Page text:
On Thursday, a piece of history died when original Tuskegee Airman Herbert Eugene Carter passed away at the age of 95. The retired Army officer died at East Alabama Medical Center, according to the Associated Press. The Tuskegee Airmen were the first African-American pilots trained for combat, in a segregated unit called the 99th Fighter Squadron at the Tuskegee Institute, now Tuskegee University, durring World War II.
After being admitted to the Army Air Corps, they were prohibited from fighting alongside white counterparts and faced severe prejudice, yet went on to become one of World War II's most respected fighter squadrons, successfully escorting countless bombers during the war.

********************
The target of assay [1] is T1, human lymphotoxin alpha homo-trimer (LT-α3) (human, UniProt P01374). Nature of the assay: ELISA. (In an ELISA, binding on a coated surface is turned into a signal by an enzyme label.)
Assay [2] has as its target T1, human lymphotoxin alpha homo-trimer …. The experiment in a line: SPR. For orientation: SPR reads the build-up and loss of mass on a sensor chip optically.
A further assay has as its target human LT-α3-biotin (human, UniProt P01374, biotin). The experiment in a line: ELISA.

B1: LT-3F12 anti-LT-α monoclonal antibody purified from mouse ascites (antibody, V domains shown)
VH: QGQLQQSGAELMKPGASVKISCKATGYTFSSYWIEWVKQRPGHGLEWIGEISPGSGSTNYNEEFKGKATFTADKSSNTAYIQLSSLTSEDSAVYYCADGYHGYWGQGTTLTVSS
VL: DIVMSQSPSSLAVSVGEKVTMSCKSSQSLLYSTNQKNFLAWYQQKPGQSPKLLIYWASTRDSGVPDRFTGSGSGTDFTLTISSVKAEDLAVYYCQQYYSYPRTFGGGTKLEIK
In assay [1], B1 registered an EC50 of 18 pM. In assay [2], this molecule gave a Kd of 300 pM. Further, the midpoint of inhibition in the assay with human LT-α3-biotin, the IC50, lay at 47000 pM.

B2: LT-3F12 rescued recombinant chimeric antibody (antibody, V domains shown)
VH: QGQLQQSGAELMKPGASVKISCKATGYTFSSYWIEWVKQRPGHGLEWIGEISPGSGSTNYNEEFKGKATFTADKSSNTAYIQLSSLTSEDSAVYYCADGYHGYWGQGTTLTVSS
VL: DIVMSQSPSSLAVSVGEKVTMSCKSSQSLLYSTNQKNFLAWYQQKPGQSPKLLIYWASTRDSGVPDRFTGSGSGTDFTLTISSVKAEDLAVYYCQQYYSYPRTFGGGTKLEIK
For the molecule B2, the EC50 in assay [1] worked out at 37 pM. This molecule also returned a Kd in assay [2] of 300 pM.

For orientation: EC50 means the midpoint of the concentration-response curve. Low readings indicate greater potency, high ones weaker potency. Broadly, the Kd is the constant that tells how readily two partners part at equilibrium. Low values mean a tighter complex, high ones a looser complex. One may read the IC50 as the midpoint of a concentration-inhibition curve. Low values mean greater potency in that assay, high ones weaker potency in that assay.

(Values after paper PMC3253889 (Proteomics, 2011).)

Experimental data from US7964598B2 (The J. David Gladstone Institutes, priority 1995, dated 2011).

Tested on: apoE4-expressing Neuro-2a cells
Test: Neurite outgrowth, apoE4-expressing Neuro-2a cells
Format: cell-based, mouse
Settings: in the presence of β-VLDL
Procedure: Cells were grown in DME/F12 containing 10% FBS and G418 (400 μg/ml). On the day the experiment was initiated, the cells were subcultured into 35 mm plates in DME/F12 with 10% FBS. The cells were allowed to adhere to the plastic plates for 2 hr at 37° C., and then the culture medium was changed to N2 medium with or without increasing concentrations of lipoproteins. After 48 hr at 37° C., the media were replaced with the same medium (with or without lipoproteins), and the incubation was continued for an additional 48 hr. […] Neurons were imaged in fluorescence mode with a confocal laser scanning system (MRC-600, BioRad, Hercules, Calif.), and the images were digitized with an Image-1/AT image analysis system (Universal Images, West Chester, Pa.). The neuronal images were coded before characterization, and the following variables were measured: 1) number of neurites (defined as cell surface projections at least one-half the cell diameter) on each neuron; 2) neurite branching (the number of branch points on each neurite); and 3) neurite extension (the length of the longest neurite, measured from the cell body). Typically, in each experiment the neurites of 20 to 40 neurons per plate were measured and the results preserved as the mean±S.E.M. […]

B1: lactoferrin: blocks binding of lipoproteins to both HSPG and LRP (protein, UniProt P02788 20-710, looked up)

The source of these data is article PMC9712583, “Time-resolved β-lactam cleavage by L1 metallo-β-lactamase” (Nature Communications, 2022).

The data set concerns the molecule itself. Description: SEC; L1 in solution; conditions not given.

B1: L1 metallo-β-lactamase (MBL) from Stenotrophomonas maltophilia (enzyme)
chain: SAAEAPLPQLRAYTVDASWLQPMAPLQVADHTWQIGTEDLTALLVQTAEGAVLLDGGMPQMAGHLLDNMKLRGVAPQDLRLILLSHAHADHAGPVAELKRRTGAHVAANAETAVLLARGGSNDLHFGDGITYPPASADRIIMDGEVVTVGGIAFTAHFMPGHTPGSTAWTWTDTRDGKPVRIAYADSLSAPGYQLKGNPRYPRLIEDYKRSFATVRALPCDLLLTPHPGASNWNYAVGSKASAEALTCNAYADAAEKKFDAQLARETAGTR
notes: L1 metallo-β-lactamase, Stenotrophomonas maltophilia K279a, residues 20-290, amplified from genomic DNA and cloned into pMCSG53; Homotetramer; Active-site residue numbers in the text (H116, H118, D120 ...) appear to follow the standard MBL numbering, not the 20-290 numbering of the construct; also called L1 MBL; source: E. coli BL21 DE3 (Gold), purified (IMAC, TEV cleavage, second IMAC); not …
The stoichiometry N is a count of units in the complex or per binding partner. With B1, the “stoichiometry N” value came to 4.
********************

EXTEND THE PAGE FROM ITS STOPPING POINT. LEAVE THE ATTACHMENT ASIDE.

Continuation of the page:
Carter flew 77 missions and crashed landed only once.
After the war, Carter served as a professor of air science and Air Force ROTC commander at Tuskegee University from 1950-1955 and as professor of aerospace studies from 1965-1969.
"He fought for freedom from tyranny internationally and for freedom from discrimination at home in America. His commitment to excellence and determination to succeed will set the standard for the next generations of Tuskegee Airmen," university President Gilbert L. Rochon said Friday.
His wife, Mildred Hemmons Carter, who was also a pilot, died in 2011.
Read more at Associated Press.